In Good Taste

The Dizz Will Reopen as Lily’s in Remington

Orto owner partners with hospitality veteran to breathe new life into the iconic dive before year’s end.

Fifteen months after The Dizz dropped its last chicken tenders in the fryer, the iconic Remington restaurant and proverbial corner bar at 300 W. 30th Street is reopening as Lily’s.

Co-owner Elan Kotz, who also owns Orto, has partnered with Baltimore transplant Mary Zayaruzny on the restaurant—which is hoping to open its doors before the end of the year. 

Zayaruzny, who boasts an impressive resume in the hospitality industry, has worked in the front of the house at myriad hotspots including the Michelin-starred Empellon and Public in New York City, as well as Stephen Starr’s Upland in Miami.

The restaurant will have 75 seats indoors and 28 seats on its outdoor patio.  

“The Dizz was our approachable Baltimore kind of comforting local spot,” says Kotz, “and Lily’s will be similar—it’s going to be that Remington iconic joint that’s the place for everyone.” 

Lily’s pays tribute to Zayaruzny’s late paternal grandmother, who immigrated from Kiev with her family in the ’90s. “She was an incredible host, warm and loving and just wanted to shower you with food and beverage and music and singing,” Zayaruzny says. “She was just the consummate host who loved family and fun.”

That same sense of family and fun will translate to the offerings at Lily’s, which will have an affordable price point and focus on elevated, yet playful pub grub including sandwiches, soups, salads, snacks, and burgers, plus fried chicken with maple glaze and crab cakes with Texas toast.

The focus, explains Zayaruzny, will be, “an American kitchen that’s all about fresh, simple, craveable comfort food.”

Much like The Dizz, burgers—from one version with mushrooms, onions, Fontina cheese, and black pepper-truffle mayo to a classic smashburger with special sauce and pickles—will also be a highlight. 

“The Dizz was known for its serious burger program so ours pales in quantity, but quality will prove itself to be pretty spectacular,” Zayaruzny says. And in true Baltimore fashion, “you can add crab to anything on the menu,” she says.

For those who don’t want to dine in, Lily’s will offer a “robust to-go program,” says Zayaruzny, “and all of our food will be ready to travel and well-packaged.”

As for the bar program, the focus, like the food, will be on simplicity, seasonality, and freshness. “We are going to feature specialty cocktails from The Dizz’s Rolodex,” Zayaruzny says of the Rolodex found in the basement of the former decades-old restaurant. “The cocktail recipes were written on a typewriter—we will offer cocktails from old iterations of the bar.”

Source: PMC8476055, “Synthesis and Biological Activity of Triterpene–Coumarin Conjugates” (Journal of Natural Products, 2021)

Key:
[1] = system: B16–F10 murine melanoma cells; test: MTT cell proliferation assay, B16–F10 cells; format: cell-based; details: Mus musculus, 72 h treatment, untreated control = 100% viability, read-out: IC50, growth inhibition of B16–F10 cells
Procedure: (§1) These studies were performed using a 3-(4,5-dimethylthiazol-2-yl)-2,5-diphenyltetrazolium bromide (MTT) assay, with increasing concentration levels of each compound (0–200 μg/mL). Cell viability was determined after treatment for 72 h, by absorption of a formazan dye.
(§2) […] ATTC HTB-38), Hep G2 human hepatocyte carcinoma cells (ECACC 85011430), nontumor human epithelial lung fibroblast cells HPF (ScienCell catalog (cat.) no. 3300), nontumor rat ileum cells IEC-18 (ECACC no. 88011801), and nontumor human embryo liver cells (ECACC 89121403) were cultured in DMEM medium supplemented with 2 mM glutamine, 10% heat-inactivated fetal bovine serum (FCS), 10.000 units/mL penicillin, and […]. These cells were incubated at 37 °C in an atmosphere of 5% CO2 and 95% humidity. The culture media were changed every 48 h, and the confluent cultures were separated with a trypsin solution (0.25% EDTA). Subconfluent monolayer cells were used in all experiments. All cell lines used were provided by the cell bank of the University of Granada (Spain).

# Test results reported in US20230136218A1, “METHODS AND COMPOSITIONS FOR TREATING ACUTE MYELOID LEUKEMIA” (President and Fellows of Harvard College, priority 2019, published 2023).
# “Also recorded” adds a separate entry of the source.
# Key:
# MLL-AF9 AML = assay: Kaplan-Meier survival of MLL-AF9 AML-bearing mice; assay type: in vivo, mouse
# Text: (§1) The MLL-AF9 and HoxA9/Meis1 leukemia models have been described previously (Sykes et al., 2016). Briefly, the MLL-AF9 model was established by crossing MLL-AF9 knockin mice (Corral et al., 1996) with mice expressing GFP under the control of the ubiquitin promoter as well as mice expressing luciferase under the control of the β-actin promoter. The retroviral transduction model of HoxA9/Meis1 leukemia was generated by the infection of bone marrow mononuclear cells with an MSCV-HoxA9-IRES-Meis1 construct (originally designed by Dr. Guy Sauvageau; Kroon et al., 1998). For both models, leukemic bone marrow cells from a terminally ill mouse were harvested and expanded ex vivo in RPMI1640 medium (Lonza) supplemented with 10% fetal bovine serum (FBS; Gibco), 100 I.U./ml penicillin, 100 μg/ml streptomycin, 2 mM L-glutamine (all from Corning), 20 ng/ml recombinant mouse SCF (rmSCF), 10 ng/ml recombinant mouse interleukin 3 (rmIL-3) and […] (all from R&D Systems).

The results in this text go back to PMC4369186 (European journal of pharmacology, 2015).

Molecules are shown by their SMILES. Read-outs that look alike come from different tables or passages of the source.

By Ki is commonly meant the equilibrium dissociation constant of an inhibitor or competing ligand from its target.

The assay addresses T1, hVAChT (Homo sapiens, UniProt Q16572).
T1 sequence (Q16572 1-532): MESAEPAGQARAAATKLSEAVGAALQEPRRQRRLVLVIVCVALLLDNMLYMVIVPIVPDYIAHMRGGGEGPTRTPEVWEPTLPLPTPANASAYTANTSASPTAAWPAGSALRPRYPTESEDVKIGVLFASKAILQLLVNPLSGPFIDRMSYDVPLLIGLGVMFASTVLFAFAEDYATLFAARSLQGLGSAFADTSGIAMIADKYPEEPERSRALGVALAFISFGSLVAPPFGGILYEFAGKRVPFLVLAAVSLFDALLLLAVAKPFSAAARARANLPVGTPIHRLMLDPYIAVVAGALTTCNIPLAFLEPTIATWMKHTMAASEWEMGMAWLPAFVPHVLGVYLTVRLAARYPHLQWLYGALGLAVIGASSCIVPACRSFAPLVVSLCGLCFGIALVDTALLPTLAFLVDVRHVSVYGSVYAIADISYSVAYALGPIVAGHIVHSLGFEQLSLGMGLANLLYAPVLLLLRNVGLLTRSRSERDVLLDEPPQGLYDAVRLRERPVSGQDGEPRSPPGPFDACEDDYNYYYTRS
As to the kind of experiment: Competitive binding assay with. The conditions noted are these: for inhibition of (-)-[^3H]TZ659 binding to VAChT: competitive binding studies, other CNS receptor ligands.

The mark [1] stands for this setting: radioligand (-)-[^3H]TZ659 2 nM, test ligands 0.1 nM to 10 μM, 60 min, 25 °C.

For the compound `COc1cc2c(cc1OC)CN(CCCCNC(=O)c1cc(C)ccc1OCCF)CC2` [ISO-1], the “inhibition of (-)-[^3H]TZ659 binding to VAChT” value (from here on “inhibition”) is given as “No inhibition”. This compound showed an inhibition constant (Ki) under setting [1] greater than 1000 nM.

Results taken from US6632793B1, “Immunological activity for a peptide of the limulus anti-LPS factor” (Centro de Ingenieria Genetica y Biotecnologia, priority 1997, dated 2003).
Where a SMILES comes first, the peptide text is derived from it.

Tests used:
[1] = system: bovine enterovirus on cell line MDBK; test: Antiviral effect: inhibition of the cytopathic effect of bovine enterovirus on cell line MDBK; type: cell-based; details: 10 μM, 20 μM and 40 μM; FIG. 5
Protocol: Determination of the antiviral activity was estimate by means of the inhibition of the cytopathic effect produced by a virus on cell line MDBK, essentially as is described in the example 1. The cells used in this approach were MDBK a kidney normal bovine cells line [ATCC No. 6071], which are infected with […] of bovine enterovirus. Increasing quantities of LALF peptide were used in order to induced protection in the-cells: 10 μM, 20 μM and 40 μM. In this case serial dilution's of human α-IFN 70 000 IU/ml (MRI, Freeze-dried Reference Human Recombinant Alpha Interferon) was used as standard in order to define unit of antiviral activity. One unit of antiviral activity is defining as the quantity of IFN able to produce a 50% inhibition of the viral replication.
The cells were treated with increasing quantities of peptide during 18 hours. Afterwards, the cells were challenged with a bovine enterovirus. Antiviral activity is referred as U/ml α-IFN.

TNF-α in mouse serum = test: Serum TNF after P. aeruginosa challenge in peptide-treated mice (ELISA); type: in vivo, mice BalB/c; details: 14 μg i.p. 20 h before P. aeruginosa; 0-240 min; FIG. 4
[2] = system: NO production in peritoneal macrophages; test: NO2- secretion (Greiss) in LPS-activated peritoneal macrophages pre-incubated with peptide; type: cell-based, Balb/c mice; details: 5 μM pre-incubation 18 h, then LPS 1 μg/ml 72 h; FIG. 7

In addition, the restaurant will operate as a bottle shop with wine, beer, cocktails, and local organic mixers at the ready for the road. (Interestingly, the corner house has a long history as a bar. The first liquor license issued to its address was in December 1934 when it was a bar called Mitchell’s.)

Kotz and Zayaruzny also have a third partner, Baltimore-based metal fabricator Erik Anderson of Gunnar Designs, who helped imagine the space with wood, leather, and steel. The interior will also feature warm patterned wallpapers with pops of Lily green and magenta. Other additions will include floating bottles hanging above the front bar and a one-of-a-kind piece by local contemporary artist Matthew Gray, but the owners assure that the iconic brick fireplace will remain untouched.  

“It will be all about simplicity and clean lines, while still keeping the warmth and comfort of walking into your favorite local spot with little nooks and crannies and some seriously Instagrammable moments in the design,” Zayaruzny says.

Kotz admits that the timing of the transformation has been difficult. He purchased the property in February 2020, just three weeks before the pandemic hit, and had planned to put the project on hold. But a chance meeting with Zayaruzny convinced him otherwise. 

“I’m a big believer that everything happens for a reason,” he says. “We are grateful that we are able to do this now. It got hairy for a minute and it was super stressful trying to keep Orto rocking and rolling while this property was sitting there asking me what I was going to do with it, but this has been the most organic process and it came together beautifully. There’s no blueprint for this, but we are lucky to have the opportunity.

Above all, for Kotz, this is very much a passion project. 

“I loved The Dizz,” he says. “I’d go to The Dizz biweekly for a burger and sit and read The New Yorker and hang out. It was a special place for lots of people and we are going to make Lily’s a special place for those people, too.” 

That said, Kotz promises, “The Dizz won’t be forgotten.”